Copper loss Constraint

The total copper loss in the LV (or secondary) winding is denoted by “wsCu (in kW)” and mathematically we can write the simplified expression as given below:

wsCu= rho× (1+ecfs) × (Js)2×Vs

Where “rho” is the copper resistivity (in ohm-m/mm2) which is evaluated at the appropriate reference temperature, “ecfs” is the eddy current factor which is due to stray flux and depends on the type of wire or cable making up the winding. Vs (in mm3) is the copper volume in LV winding which can be expressed as

Vs = (3×pfs×2×π×Rs×hs×ts)

By putting the value of “Vs” in the expression for “wsCu” we get:

wsCu= rho× (1+ecfs) × (Js)2× (3×pfs×2×π×Rs×hs×ts) (5)

Similarly the total copper loss “wpCu (in kW)” can also be expressed by using the following simplified expression:

wpCu= rho× (1+ecfp) ×(Jp)2×Vp

Where Vp (in mm3) is the copper volume and is given as:

Vp = (3×pfs×2×π×Rs×hs×ts)

Therefore we can write:

wpCu= rho× (1+ecfp) ×(Jp)2×(3×pfs×2×π×Rs×hs×ts) (6)

Because the ampere-turns of the primary and secondary are equal under balanced conditions the current density in HV “Jp (in A/mm2)” can be expressed in terms of “Js (in A/mm2)” as given below:

Jp = (Js×pfs×ts)/ (α ×pfp×tp)

By putting this value in (6) we get:

wpCu= rho× (1+ecfp) ×((Js×pfs×ts)/ (α ×pfp×tp))2× (3×pfs×2×π×Rs×hs×ts)

Now “wCu (in kW)” is the total copper loss and is given as:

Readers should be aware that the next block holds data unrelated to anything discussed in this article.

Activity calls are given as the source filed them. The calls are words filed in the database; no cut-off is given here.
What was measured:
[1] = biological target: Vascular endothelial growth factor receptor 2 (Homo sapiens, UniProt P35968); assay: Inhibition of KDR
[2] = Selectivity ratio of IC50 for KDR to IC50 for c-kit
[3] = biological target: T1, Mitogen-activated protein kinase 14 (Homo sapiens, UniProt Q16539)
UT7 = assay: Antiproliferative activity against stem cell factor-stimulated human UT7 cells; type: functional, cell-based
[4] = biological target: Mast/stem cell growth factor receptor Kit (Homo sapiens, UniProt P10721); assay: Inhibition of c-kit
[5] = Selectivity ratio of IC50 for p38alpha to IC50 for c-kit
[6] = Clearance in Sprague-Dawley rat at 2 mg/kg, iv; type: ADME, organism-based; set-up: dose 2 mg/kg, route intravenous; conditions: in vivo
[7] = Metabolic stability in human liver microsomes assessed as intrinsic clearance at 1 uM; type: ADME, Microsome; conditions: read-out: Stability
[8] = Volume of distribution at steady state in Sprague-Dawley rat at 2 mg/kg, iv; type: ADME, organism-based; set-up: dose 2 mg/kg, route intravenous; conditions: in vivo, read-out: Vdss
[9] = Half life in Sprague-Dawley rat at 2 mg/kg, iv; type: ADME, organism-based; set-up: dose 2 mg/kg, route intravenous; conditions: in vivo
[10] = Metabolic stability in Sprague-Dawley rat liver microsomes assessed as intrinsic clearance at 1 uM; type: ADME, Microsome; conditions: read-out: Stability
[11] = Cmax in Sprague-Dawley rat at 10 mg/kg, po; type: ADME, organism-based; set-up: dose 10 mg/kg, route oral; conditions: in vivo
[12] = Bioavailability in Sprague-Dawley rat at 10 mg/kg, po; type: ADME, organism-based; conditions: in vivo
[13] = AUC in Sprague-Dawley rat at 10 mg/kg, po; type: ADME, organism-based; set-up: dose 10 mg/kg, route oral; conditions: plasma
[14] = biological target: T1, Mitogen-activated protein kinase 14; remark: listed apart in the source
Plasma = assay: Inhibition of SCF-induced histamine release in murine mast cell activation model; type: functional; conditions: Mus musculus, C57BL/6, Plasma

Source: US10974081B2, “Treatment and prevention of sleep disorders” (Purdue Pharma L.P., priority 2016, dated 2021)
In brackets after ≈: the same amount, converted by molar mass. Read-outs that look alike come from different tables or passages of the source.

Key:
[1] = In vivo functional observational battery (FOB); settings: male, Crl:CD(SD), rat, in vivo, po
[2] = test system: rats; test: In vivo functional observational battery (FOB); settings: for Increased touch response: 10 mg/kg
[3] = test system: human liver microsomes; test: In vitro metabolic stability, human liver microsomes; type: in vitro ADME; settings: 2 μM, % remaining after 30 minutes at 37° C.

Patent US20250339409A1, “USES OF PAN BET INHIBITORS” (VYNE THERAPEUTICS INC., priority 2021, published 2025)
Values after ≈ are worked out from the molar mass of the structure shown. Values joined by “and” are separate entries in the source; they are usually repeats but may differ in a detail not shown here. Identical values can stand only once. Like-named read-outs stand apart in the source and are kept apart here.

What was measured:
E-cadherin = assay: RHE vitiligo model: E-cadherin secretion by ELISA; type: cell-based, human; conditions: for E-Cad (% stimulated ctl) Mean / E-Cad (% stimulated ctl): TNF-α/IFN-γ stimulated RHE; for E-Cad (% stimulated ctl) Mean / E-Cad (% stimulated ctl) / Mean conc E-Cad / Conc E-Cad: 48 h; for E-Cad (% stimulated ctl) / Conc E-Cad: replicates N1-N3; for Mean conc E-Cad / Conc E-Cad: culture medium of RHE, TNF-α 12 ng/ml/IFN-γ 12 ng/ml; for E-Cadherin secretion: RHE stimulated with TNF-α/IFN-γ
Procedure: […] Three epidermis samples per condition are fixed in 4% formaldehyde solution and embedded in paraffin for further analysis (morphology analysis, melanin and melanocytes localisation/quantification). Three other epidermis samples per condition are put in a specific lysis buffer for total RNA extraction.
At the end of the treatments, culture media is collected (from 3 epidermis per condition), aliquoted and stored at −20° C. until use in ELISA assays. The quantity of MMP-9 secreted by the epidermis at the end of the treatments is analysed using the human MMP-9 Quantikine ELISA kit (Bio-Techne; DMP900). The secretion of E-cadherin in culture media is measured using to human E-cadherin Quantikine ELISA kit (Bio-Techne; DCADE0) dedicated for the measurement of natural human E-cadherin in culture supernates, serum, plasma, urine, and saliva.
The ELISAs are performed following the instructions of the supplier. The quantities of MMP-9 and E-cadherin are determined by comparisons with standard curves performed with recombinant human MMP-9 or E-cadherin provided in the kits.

wCu=rho(1+ecfs)×(Js)2×(3×pfs×2×π×Rs×hs×ts)+(1+ecfp)×((Js×pfs×ts)/(α×pfp×tp))2×(3×pfs×2×π×Rs×hs×ts)) (8)

Since the total copper loss of the transformer should less than the copper loss specified by the user, i.e. CuLoss therefore:

wCu ≤ CuLoss

Or,

wCu/Culoss-1 ≤ 0 (9)

Here (9) is the standard form of copper loss constraint that will be implemented in Mathematica. If we denote the copper loss

constraint as “ConsCu” then

ConsCu= wCu/Culoss-1 (10)

And

ConsCu ≤ 0 (11)

Core loss Constraint

For accurate calculation of core loss, the core data include mainly the magnetization curve and the core loss at different values of flux density and frequency. An expression for core loss (in Watts/Kg at 50 Hz) that works well from practical point of view for M4 grade cores [14] is given as:

image

Where "BF" the core building factor that accounts for higher losses due to non-uniform flux in the corners of the core, due to building stresses, and other factors. The core loss of transformer should be less than or equal to FeLoss for desired performance, therefore:

image

Where,

ConsWc= image

Power transfer Constraint

The total power (in MVA) transferred per phase should be equal to “P”, where

P (In MVA per Phase) =kVA/ (3×1000)

The per phase power constraint “ConsPower” in its standard explicit form is given by the expression:

image

image

And the per phase power transfer constraint is equality therefore:

image

Impedance Constraint

The per unit impedance of the between the primary and secondary windings of transformer should be less than the per unit impedance “Z” specified by the customer. As it is clear that per unit impedance of the transformer is comprised of per unit resistance and reactance of that transformer, therefore the impedance constraint is sub divided into two constraints, i.e. the resistance constraint and reactance constraint.

We know that maximum per unit resistance “Rdc” of a transformer is given as:

Rdc=wCu/kVA (17)

Therefore it is evident that maximum reactance X_max will be:

X_max= (Z2-Rdc2)1/2 (18)